Most officials don't stick around to bury the hatchet

Several empty chairs where elected officials normally sit are empty on the Return Day stage. BY RON MACARTHUR
November 12, 2012

If it wasn't for tradition, Sussex County Return Day would have disappeared long ago. We owe a lot to the Return Day Committee and the Georgetown Historical Society for their hard work to keep the event going.

As in years past, there was the oxen roast, a large parade, burial of the hatchet, the mayor's hatchet toss, numerous parties and the reading of the Sussex election results by town crier Layton Johnson. Some politicians who ran against each other rode together in horse-drawn carriages or cars or trucks while some walked and some rode in separate vehicles.

But there was something missing. Politicians, who normally fill the Return Day stage on The Circle to watch the parade, listen to the results and watch as the hatchet is buried, were missing in action. By my count, there were fewer than 10 elected officials on the stage by the end of the day. Only U.S. Rep. John Carney from our Washington delegation hung around on stage. Sussex County Council members George Cole, Sam Wilson and Vance Phillips, Rep. Dave Wilson, Sussex County Register of Wills Cindy Green, outgoing Sussex Clerk of the Peace George Parish and Sussex County Recorder of Deeds Scott Dailey were also there. I could have missed somebody, but if I did, it wasn't a large group because many chairs reserved for elected officials were vacant.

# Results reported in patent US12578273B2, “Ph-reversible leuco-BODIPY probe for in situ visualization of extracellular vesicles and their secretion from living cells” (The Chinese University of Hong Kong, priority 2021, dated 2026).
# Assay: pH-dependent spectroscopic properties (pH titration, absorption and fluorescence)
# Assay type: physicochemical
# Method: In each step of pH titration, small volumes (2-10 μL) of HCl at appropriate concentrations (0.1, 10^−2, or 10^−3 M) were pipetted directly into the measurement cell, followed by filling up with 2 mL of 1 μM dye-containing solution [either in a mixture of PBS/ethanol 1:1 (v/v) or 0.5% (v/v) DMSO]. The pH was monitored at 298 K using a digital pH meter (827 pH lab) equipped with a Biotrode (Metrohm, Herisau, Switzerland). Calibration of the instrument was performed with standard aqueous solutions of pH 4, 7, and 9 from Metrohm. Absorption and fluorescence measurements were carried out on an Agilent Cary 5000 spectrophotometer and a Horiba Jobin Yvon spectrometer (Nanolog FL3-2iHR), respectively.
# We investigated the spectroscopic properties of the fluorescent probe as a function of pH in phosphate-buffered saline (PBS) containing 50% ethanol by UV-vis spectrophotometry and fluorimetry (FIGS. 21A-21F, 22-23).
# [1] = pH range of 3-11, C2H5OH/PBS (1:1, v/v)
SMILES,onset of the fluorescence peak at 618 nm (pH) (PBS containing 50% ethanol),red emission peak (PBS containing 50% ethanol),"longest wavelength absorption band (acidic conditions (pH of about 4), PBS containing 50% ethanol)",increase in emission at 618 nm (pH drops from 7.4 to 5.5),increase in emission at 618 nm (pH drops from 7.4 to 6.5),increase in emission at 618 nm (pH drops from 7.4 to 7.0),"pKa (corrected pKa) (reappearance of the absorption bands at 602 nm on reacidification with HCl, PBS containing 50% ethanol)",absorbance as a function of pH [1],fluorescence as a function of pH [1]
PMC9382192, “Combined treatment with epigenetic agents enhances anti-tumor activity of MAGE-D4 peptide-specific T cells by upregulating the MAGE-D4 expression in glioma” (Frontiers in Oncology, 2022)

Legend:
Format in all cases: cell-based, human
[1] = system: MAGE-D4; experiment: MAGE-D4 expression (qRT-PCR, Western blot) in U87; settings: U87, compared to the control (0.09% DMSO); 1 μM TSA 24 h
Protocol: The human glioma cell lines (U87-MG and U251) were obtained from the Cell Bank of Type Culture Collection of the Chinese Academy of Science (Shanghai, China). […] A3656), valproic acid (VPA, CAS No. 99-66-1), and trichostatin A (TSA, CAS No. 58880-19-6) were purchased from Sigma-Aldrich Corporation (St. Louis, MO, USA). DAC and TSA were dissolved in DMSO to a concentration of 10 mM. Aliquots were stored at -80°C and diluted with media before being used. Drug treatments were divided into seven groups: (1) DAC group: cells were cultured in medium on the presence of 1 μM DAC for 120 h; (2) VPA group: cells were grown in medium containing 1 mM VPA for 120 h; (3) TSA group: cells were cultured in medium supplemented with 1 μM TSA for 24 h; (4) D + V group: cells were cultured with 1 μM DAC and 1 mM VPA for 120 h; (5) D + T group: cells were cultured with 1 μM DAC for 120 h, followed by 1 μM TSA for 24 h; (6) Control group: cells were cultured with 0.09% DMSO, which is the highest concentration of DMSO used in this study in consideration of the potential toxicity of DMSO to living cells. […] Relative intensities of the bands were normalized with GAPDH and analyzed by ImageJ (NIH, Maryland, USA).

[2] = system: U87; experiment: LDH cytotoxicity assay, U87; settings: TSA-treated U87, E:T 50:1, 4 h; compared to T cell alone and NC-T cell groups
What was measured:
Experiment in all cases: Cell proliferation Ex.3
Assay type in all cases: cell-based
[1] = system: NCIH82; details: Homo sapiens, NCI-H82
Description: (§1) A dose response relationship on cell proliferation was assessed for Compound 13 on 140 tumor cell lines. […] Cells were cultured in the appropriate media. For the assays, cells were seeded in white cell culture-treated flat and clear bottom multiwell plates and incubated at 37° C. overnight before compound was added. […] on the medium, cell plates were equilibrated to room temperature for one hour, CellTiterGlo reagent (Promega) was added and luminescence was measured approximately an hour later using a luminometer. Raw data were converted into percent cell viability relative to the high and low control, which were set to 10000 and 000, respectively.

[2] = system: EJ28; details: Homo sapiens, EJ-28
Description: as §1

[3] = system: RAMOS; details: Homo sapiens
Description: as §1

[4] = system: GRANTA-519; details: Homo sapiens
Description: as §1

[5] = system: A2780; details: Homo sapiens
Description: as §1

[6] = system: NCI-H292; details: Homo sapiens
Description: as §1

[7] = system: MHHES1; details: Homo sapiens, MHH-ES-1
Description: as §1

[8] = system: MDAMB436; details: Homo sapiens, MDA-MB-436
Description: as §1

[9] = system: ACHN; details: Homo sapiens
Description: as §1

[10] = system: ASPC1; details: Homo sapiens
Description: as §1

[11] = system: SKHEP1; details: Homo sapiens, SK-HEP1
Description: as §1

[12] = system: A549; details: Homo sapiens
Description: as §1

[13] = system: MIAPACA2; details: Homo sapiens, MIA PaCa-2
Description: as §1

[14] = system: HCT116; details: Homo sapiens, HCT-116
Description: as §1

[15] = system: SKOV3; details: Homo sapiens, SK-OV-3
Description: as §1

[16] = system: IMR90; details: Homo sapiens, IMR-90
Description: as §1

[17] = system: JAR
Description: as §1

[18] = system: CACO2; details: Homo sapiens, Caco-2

Maybe it's a sign just how polarizing the 2012 election was. Maybe some politicians simply did not want to bury the hatchet. Maybe some were more interested in partying.

None of that matters if you buy into the premise of what Return Day is all about. It's a long day for elected officials, but they need to stay around until the end. They are supposed to be symbolically burying the hatchet, but it's hard to do that when you are not there.


  • Ron MacArthur has lived and worked in Sussex County all his life. As a journalist for more than 40 years, he has covered everything from county and town meetings to presidential visits. He also has a unique perspective having served as an elected official and lived on both sides of the county.

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